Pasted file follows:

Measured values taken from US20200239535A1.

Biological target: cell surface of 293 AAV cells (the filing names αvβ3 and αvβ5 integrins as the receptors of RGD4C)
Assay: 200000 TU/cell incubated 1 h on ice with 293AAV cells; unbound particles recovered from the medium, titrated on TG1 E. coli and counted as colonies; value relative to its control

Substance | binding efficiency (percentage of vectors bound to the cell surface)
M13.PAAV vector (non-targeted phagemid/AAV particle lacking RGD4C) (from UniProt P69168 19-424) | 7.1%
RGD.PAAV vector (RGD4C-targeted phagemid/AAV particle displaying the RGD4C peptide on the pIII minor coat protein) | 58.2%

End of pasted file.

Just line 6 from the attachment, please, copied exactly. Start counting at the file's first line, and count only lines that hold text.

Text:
RGD.PAAV vector (RGD4C-targeted phagemid/AAV particle displaying the RGD4C peptide on the pIII minor coat protein) | 58.2%